Ionic and covalent. Polar and nonpolar. Bonds. And how soap is a great two-timer of water and oil.
If we try to clean an oily plate with water alone, the oil is not cleaned off. This is because oil and water simply do not mix. But when you use soap, they mix and make it possible to wash the oil off. Why is this so?
Water (H2O) has the characteristics of a polar or ionic compound with positive and negative ends. This is because the electrons are more likely to be found on the oxygen atoms than on the hydrogen atoms and hence the charges are not uniformly distributed. Oil, on the other hand, is a nonpolar or covalent compound. Its electric charges are more evenly distributed.
Covalent compounds mix with each other because the atoms slip in between each other and form covalent bonds. Conversely, polar compounds mix with each other because opposite charges on different ends of the atoms attract each other, forming ionic bonds. Because of these two different ways of bonding, oil and water do not mix.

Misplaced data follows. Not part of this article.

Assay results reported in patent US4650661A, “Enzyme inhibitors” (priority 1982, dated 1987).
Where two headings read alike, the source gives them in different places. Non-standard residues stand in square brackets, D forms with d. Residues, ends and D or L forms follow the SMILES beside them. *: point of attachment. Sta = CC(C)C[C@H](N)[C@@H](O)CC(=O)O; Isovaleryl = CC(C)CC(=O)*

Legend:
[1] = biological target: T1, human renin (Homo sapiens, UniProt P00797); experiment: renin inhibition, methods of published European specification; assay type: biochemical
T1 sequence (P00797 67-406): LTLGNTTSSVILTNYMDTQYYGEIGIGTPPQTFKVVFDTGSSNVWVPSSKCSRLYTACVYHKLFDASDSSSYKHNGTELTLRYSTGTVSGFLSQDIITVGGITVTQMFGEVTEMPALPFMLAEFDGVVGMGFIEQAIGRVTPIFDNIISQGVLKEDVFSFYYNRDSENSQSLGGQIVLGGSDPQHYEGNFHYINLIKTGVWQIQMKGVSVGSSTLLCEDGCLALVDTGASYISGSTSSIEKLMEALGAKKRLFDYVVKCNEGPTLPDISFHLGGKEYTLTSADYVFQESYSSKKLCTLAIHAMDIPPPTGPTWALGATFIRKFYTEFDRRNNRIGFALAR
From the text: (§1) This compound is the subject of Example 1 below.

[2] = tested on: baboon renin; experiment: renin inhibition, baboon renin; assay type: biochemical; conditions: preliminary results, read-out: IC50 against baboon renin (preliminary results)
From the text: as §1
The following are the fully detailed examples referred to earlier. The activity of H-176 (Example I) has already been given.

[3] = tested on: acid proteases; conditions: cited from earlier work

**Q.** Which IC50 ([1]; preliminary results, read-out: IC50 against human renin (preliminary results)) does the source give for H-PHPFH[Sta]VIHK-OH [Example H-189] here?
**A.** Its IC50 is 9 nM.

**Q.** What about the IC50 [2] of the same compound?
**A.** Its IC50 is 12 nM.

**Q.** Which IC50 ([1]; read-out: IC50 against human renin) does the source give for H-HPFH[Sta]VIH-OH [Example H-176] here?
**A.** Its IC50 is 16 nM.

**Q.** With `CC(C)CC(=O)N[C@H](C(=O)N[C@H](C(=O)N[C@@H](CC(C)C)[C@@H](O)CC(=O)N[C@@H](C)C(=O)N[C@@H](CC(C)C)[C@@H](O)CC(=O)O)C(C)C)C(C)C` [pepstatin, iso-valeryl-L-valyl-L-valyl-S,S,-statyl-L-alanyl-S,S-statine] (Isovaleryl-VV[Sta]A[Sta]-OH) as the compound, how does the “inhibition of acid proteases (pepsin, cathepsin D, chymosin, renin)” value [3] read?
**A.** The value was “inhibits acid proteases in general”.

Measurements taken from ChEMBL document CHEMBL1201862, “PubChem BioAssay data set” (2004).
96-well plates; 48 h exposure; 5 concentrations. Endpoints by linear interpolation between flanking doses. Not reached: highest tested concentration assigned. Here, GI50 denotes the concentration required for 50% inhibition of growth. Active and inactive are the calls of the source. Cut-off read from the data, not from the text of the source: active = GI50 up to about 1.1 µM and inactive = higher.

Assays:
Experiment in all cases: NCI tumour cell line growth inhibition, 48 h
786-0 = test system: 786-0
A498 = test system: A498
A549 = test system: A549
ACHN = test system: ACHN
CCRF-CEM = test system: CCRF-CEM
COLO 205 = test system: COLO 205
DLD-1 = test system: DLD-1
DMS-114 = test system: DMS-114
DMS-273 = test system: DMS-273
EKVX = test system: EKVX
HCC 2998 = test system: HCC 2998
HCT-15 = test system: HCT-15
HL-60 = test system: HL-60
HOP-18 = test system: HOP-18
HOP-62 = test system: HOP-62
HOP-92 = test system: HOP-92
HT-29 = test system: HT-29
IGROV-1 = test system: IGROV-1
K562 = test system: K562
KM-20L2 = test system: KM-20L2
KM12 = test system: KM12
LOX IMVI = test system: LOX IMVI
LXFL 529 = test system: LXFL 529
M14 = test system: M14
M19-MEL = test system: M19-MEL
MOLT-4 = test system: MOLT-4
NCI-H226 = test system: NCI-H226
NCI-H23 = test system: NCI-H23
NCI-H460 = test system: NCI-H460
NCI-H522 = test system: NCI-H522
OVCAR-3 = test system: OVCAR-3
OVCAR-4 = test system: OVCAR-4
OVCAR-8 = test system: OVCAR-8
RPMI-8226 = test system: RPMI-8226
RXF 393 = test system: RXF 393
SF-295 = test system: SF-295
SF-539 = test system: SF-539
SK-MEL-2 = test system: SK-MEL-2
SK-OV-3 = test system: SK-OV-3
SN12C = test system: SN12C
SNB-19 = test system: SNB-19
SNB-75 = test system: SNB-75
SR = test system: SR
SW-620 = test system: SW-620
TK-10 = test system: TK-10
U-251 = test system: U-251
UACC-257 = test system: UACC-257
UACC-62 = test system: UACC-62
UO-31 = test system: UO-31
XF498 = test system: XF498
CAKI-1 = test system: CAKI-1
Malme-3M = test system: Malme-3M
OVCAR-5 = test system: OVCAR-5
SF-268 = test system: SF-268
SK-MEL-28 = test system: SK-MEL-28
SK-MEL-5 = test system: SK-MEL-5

Soap interestingly has both a polar and a nonpolar end (because of something called sodium stearate). When we use soap with water on an oily plate, the polar end is attracted to the water while the nonpolar end slips into the oil. When we rinse off, the water that runs off pulls the soap molecules along which pull the oil along, giving us a clean plate.
What other tips do you have to get your greasy plates and pans clean? Share them with us in the comments below!
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